30 review for Big Sister, Little Sister, Red Sister: Three Women at the Heart of Twentieth-Century China

  1. 5 out of 5

    Veronica ⭐️

    Big Sister, Little Sister, Red Sister is the biography of the amazing Soong sisters who together made a huge impact on history. The three sisters became a modern Chinese fairytale. They were much talked about and fanciful gossip about them was often passed around. “In China there were three sisters. One loved money, one loved power, and one loved her country.” Charlie Soong being very forward thinking sent each of his daughters to an American boarding school at a young age. He made influential Big Sister, Little Sister, Red Sister is the biography of the amazing Soong sisters who together made a huge impact on history. The three sisters became a modern Chinese fairytale. They were much talked about and fanciful gossip about them was often passed around. “In China there were three sisters. One loved money, one loved power, and one loved her country.” Charlie Soong being very forward thinking sent each of his daughters to an American boarding school at a young age. He made influential friends who were then introduced to his daughters. The sisters were very intelligent and interested in the politics of their country. They also believed that women should be man’s equal and the three sisters all rose to positions of influence. Jung Chang divides the book into five parts spanning the years 1866 – 2003. It features the rise of Sun Yat-Sen and the overthrow of the Chinese monarchy to May-Ling’s marriage to Chiang Kai-Shek. I’m not normally a great fan of non-fiction, especially political tales, however this riveting biography is so well written it at no time becomes weighed down. The three sisters, their lives and loves, make for some fascinating reading. Moving from grand parties in Shanghai to penthouses in New York, from exiles’ quarters in Japan and Berlin to secret meetings in Moscow we read about power struggles, godfather style assassinations, secret talks and bribes making this a book that is compulsive reading. I received an uncorrected proof copy from the publisher

  2. 4 out of 5

    Lorna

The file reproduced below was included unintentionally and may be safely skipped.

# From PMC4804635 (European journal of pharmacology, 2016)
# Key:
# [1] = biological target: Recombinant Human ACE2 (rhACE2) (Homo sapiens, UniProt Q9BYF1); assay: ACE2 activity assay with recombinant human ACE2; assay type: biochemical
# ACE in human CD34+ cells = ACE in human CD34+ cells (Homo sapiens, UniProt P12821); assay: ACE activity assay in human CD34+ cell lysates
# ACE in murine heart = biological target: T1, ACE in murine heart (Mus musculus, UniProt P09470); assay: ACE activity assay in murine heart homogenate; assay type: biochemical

Big Sister, Little Sister, Red Sister: Three Women at the Heart of Twentieth-Century China by Jung Chang, was a sweeping and gripping account of the Soong family of Shanghai, not only of these three sisters that played a large part in the shaping of the history of China in the twentieth century, but it also tells about their three brothers, each making history in their own right, as part of the inner circle of the Chiang Kai-shek regime. This is a magnificent biography of the three Soong Big Sister, Little Sister, Red Sister: Three Women at the Heart of Twentieth-Century China by Jung Chang, was a sweeping and gripping account of the Soong family of Shanghai, not only of these three sisters that played a large part in the shaping of the history of China in the twentieth century, but it also tells about their three brothers, each making history in their own right, as part of the inner circle of the Chiang Kai-shek regime. This is a magnificent biography of the three Soong sisters, Ei-ling, Ching-ling, and May-ling. Each of the girls were sent, as young children, to be educated in the United States. Ei-Ling, known as "Big Sister," married H.H. Kung, a business man, and ultimately became the wealthiest woman in China. Ching-ling, known as "Red Sister," married the "father of China," Sun Yat-sen, and ultimately rose to be Mao Zedung's Vice-Chair. May-ling, known as "Little Sister," became Madame Chiang Kai-Shek and first lady pre-Communist Nationalist China. This is an extraordinary and riveting account of the life stories of the Soong sisters and their involvement and influence in the sweep of the turbulent history in China during the twentieth century. "Shanghai was then already of the most spectacular and cosmopolitan cities in the world. Situated near the place where the Yangtze, the longest river in China, flows into the sea, it had been marshland only a few decades previously, before the Manchu government allowed Westerners to develop it. Now solid European-style buildings rubbed shoulders with fragile bamboo houses, paved broad streets meshed with wheelbarrow-trodden mud alleys, and parkland jutted into rice paddies. Outside the Bund, the waterfront, under the still gaze of the skyscrapers, numerous sampans rocked with the waves, offering a stirring sight of the city's vitality."